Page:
Monday, March 1, 2010

2010 Auto Show

Hopefully, this weekend featured the last winter storm of the season. But I’m not counting on it. Danny and I had to clean the driveway twice. But Mason enjoyed the snow. Sunday afternoon, we played fetch using snowballs. I remained astonished at Mason’s keen senses, as he was able to locate the snowballs I threw using his sense of smell.

Saturday, Danny and I braved the weather to head to the 2010 Auto show at the IX center, picking up Gerson on the way. With my Civic nearly paid off and with years of life left in it, I’m not in the market for a new car. But I do like to see what’s out there.

I was disappointed that the Honda display did not have the new CR-Z. I doubt a 2-seater would be practical for me, but the idea of a hybrid sports car is intriguing and I wanted to see it. I did check out the Crosstour, which is basically an Accord with a hatchback, and the Insight, which is disappointingly skimpy. I also looked over the Element. This is a practical possibility for my next vehicle. Ideally, I’d get a hybrid or alternative fuel vehicle (the Civic GX was also there). But with a dog to transport and high lip in my driveway (the front apron of my Civic scrapes against it), a smaller car is not so practical anymore.

I've wanted a hybrid, but Insight is a non-starter.

Just for fun, I checked out the Acura TL. A very sweet machine, but I would never own a car that needs premium gas.

Honda’s most direct competitor is Toyota. And here I have a confession: I have never liked Toyotas, and I’ve driven several models including the Matrix, the Prius, the Camry, and of course Danny's Yaris. Toyota is in love with its technology (which recently seems not to have been adequately tested), but I can never get comfortable in their cars. The ergonomics are “bass-akwards”, and I demonstrated to Danny and Gerson how the door handle and controls are in counter-intuitive positions. The same is true for Toyota’s Lexus brand, which continues to leave me cold.

GM had a large display, despite the absence of the late Saturn and Pontiac brands. I did not have the chance to check out the new Chevrolet Cruze, which will be built in Ohio. But the vehicles I saw were the same old, same old – with some moderately new packaging. Only the Buick LaCrosse impressed, and it did so in a big way. This is a true luxury vehicle, reigniting memories of the Buicks of old, and the LaCrosse recently beat out the Lexus ES350 in Motor Trend magazine, and was a Consumer’s Digest 2010 buy of the year. But it’s going to take more than one impressive model to save GM.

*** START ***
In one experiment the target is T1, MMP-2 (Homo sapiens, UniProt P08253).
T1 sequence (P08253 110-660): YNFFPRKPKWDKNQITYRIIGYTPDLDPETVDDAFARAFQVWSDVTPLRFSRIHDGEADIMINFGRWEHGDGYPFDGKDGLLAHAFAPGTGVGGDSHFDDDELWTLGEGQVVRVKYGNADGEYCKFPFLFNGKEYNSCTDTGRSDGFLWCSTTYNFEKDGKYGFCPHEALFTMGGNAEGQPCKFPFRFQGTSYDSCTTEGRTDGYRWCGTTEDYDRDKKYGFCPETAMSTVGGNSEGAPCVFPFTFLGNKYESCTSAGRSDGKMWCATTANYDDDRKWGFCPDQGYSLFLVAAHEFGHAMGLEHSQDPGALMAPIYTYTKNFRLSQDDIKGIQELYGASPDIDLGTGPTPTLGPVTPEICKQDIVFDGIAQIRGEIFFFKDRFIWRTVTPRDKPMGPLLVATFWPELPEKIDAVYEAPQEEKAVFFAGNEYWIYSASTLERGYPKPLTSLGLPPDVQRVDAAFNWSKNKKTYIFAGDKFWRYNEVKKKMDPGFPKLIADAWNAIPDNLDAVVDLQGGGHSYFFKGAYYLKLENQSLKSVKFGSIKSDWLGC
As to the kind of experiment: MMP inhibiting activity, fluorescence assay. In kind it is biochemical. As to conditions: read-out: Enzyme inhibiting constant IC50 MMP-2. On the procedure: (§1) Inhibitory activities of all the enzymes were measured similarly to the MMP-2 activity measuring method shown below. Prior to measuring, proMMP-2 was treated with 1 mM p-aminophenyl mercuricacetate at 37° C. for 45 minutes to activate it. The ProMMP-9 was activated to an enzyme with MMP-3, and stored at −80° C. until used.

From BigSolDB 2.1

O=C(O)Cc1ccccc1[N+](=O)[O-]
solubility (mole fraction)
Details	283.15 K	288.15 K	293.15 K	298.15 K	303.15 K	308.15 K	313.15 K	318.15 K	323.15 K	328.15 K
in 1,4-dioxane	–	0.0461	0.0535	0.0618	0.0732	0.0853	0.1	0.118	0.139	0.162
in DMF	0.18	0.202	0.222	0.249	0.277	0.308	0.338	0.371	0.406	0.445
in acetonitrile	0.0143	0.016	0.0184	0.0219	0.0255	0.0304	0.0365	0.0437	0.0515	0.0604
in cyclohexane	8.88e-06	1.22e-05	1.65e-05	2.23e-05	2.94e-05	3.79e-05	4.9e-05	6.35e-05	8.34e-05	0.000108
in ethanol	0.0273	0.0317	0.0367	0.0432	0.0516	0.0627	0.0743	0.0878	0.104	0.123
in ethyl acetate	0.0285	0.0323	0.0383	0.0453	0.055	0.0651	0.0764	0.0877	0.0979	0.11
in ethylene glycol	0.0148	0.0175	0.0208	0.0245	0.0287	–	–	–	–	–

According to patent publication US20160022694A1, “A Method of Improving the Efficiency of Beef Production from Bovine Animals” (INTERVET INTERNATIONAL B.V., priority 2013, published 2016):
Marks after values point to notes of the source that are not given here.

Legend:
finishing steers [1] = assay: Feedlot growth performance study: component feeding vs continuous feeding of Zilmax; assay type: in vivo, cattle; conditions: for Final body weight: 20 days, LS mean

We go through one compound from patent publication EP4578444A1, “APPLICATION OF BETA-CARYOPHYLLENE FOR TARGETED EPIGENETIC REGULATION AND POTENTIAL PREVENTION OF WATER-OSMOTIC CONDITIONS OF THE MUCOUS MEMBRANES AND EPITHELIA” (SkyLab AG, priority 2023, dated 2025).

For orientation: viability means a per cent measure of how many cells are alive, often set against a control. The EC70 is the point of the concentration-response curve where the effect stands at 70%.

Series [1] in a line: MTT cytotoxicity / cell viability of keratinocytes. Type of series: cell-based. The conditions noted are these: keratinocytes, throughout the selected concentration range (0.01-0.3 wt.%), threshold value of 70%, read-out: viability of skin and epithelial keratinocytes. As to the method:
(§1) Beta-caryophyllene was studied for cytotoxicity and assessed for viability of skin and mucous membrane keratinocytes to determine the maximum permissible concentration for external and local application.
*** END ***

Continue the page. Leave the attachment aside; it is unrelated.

I can see myself driving about 20 years.

Even more disappointing than GM was Chrysler. I can’t imagine why anyone would want to buy any Chrysler model, with the possible exception of the Town & Country for families. I’ve only driven one Chrysler in my life, a PT Cruiser which was an underpowered, clumsy bore. (On a side note, I asked a salesperson what was the music on the new Town & Country commercials, and he had no idea.)

As I noticed in 2009, Ford is making a real comeback. There was a time when I swore to never buy a Ford, but now I’m reconsidering. A few years ago, Ford could be counted on to build reliable trucks and nothing more – but now they have a full lineup which impresses at every turn. The entry-level Fiesta is being reintroduced, and it will likely be a strong competitor for the Chevrolet Aveo and the Toyota Yaris. Likewise, the Focus has been spiffed up enough to take on the Civic, and can easily beat the Corolla. The Fusion is easily the best hybrid on the market, far more comfortable than the Prius or Camry, not to mention the Insight. The new Taurus has nothing in common with the old version – it’s now a luxury car that lives up to its bull-like name. If there’s one brand that may steal me from Honda, it’s Ford.

In fact, Ford’s auto lineup (I did not check out the SUVs or trucks) has now become so comprehensive that the Mercury brand, which has only four models, seems to have no purpose. The Milan is merely a rebadged Fusion and the Mariner is a fancy Escape. But if Ford customers want to go more upscale, they are more likely to head to Lincoln.

Danny and Gerson checked out the Smart Fortwo. There is a certain gee-whiz appeal to this vehicle. But it is simply not practical in Cleveland’s climate, and would be impractical for Danny & me in any climate. It is, and will remain, a small niche vehicle: for the single person who never drives more than one friend, doesn’t have to haul more than a few groceries, and never brings a pet (not the mention an infant) for a ride. In a head-to-head collision with a larger vehicle (which means any vehicle on four wheels) it would be clobbered.

Would you trust your loved one's safety to this car?

While at the IX center, we stopped off and had some overpriced food ($9 for a slice of pizza and a soda), had a pushy salesman try to sell us a hot tub, and looked at come classic cars. Disappointingly, the motorcycle display we’d perused at previous shows was nowhere to be seen.

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